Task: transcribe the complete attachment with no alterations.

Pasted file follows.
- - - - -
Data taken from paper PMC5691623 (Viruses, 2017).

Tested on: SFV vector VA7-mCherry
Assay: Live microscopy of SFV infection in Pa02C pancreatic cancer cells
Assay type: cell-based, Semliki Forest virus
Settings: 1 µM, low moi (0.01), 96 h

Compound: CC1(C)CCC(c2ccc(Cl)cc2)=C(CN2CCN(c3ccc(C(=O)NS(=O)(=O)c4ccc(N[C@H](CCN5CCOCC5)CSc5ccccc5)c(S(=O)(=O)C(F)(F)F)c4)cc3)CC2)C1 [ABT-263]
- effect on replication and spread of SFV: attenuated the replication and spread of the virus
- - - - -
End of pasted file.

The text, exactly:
Data taken from paper PMC5691623 (Viruses, 2017).

Tested on: SFV vector VA7-mCherry
Assay: Live microscopy of SFV infection in Pa02C pancreatic cancer cells
Assay type: cell-based, Semliki Forest virus
Settings: 1 µM, low moi (0.01), 96 h

Compound: CC1(C)CCC(c2ccc(Cl)cc2)=C(CN2CCN(c3ccc(C(=O)NS(=O)(=O)c4ccc(N[C@H](CCN5CCOCC5)CSc5ccccc5)c(S(=O)(=O)C(F)(F)F)c4)cc3)CC2)C1 [ABT-263]
- effect on replication and spread of SFV: attenuated the replication and spread of the virus